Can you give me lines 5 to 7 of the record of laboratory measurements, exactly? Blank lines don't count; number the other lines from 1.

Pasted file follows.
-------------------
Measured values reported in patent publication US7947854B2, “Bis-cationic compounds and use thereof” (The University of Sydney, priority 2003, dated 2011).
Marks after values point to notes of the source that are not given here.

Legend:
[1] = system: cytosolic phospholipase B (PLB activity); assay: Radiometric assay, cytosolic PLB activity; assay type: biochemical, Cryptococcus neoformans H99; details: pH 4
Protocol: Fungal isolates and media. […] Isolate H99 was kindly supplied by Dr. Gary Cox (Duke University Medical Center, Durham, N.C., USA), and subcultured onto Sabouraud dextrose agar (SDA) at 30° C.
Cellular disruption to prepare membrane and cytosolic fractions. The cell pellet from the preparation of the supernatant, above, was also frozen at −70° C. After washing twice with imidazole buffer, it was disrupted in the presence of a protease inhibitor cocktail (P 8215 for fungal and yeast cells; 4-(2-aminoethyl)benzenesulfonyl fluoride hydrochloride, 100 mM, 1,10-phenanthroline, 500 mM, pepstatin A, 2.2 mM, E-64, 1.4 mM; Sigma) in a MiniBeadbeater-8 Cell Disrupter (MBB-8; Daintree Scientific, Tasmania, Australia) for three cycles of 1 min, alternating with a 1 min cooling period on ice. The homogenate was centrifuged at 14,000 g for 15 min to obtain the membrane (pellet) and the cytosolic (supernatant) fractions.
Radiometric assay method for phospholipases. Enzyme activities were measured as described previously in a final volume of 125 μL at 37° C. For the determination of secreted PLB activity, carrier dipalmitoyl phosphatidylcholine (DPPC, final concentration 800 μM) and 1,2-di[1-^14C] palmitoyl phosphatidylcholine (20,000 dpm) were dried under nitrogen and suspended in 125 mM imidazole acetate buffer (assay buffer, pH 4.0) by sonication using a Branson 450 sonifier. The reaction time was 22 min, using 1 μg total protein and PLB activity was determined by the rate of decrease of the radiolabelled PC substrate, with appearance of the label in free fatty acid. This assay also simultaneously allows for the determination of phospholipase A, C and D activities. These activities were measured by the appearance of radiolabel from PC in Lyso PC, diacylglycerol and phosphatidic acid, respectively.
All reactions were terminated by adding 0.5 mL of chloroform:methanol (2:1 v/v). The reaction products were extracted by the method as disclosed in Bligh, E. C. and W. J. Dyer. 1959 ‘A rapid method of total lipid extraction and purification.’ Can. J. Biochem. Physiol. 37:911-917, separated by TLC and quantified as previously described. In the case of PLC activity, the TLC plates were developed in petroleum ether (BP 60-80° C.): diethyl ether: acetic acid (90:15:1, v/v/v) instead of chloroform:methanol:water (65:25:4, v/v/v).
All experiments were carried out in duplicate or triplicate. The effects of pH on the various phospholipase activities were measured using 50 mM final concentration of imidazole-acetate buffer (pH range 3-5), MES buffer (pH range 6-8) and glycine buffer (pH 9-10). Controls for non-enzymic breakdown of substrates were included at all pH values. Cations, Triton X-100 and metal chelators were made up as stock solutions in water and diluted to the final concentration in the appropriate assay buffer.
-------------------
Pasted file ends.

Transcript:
Protocol: Fungal isolates and media. […] Isolate H99 was kindly supplied by Dr. Gary Cox (Duke University Medical Center, Durham, N.C., USA), and subcultured onto Sabouraud dextrose agar (SDA) at 30° C.
Cellular disruption to prepare membrane and cytosolic fractions. The cell pellet from the preparation of the supernatant, above, was also frozen at −70° C. After washing twice with imidazole buffer, it was disrupted in the presence of a protease inhibitor cocktail (P 8215 for fungal and yeast cells; 4-(2-aminoethyl)benzenesulfonyl fluoride hydrochloride, 100 mM, 1,10-phenanthroline, 500 mM, pepstatin A, 2.2 mM, E-64, 1.4 mM; Sigma) in a MiniBeadbeater-8 Cell Disrupter (MBB-8; Daintree Scientific, Tasmania, Australia) for three cycles of 1 min, alternating with a 1 min cooling period on ice. The homogenate was centrifuged at 14,000 g for 15 min to obtain the membrane (pellet) and the cytosolic (supernatant) fractions.
Radiometric assay method for phospholipases. Enzyme activities were measured as described previously in a final volume of 125 μL at 37° C. For the determination of secreted PLB activity, carrier dipalmitoyl phosphatidylcholine (DPPC, final concentration 800 μM) and 1,2-di[1-^14C] palmitoyl phosphatidylcholine (20,000 dpm) were dried under nitrogen and suspended in 125 mM imidazole acetate buffer (assay buffer, pH 4.0) by sonication using a Branson 450 sonifier. The reaction time was 22 min, using 1 μg total protein and PLB activity was determined by the rate of decrease of the radiolabelled PC substrate, with appearance of the label in free fatty acid. This assay also simultaneously allows for the determination of phospholipase A, C and D activities. These activities were measured by the appearance of radiolabel from PC in Lyso PC, diacylglycerol and phosphatidic acid, respectively.